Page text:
Does presentation of smooth pureed meals improve patients consumption in an acute care setting: A pilot study

Olivia Farrer, Cara Olsen, Kate Mousley, Emily Teo

Research output: Contribution to journalArticlepeer-review

32 Citations (Scopus)


Aim: Malnutrition is a concern across all Australian hospitals and is associated with negative clinical outcomes in up to 60% inpatients, with a further 10% exacerbated by the presence of dysphagia. Providing adequate nutrition for patients requiring a texture-modified diet often results in meals that look and taste less appealing and which are nutritionally diluted. This article aims is to review change in oral intake using food moulding techniques within an acute care institution for patients on Texture C—smooth pureed meals. Methods: This was a 2 week pilot study. Patients were provided smooth pureed lunch either as non-moulded or a moulded meal. Main meal wastage was weighed and reasons for waste were documented. If patients met the inclusion criteria, a short satisfaction survey was also administered. Results: Analysis using a chi-squared test comparison saw significance in the proportion of patients increasing oral intake from <1/4 meal eaten to >3/4 meal, when in the moulded form (P = 0.03). Median plate waste was reduced by over 100 g in the treatment group but there was no significant change overall. Limited data for patient satisfaction concluded no significance in meal preference. Conclusions: The pilot study suggests that using a moulded smooth puree diet can increase mean oral intake and reduce main meal wastage, but a larger sample size is required to demonstrate statistical significance. However, the pilot study effect size (0.55) is large enough to warrant further research interest in this area and results do suggest relevancy in clinical practice for replication.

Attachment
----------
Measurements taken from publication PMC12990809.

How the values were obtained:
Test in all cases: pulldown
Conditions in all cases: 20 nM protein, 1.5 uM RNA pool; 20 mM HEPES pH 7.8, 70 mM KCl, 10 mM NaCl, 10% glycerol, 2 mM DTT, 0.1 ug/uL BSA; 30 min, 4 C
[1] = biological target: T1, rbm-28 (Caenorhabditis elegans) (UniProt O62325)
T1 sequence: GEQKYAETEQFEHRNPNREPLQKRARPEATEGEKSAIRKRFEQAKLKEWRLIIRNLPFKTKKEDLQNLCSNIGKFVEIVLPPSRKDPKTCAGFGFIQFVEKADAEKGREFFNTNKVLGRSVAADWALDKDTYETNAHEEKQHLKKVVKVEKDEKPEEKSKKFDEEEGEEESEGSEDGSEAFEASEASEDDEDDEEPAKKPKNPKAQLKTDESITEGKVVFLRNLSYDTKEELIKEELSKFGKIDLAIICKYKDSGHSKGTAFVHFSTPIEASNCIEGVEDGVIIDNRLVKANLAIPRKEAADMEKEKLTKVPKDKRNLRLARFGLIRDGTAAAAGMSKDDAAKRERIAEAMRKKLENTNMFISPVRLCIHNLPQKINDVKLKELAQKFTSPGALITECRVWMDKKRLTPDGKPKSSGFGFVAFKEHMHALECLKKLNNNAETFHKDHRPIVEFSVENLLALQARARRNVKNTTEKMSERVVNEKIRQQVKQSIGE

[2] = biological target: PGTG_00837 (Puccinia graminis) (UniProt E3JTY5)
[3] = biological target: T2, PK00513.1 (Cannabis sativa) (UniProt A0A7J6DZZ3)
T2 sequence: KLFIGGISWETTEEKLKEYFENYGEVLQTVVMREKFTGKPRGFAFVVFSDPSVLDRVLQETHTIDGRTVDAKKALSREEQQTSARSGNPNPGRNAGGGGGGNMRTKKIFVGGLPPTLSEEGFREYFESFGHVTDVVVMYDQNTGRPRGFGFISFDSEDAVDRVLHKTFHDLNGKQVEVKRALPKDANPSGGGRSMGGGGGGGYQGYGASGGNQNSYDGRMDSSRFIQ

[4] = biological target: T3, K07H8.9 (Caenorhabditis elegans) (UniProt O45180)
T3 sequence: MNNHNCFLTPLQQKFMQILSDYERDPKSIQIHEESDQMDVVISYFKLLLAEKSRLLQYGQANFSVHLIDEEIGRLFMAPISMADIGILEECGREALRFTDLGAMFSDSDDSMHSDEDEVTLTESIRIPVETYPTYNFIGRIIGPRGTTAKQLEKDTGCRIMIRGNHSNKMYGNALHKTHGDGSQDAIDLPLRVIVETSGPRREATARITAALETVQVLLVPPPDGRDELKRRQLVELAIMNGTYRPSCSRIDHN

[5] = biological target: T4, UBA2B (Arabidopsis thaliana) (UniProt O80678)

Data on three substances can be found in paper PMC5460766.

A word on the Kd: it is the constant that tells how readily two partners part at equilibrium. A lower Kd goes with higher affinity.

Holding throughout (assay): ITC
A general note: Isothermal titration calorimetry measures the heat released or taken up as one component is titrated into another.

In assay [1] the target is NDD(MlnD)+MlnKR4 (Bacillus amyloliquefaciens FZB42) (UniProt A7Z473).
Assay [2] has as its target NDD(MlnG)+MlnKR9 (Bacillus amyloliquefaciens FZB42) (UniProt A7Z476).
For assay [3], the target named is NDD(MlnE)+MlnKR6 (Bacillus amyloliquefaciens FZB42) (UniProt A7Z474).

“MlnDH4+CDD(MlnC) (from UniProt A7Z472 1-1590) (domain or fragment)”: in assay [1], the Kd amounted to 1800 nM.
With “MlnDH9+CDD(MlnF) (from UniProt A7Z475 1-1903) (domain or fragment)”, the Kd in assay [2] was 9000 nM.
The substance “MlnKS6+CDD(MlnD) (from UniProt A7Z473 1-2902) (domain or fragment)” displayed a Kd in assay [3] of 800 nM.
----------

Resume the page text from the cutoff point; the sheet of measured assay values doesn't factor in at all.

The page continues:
Original languageEnglish
Pages (from-to)405-409
Number of pages5
JournalAustralian Journal of Nutrition and Dietetics
Issue number5
Publication statusPublished - 1 Nov 2016


  • food mould
  • oral intake
  • puree diet


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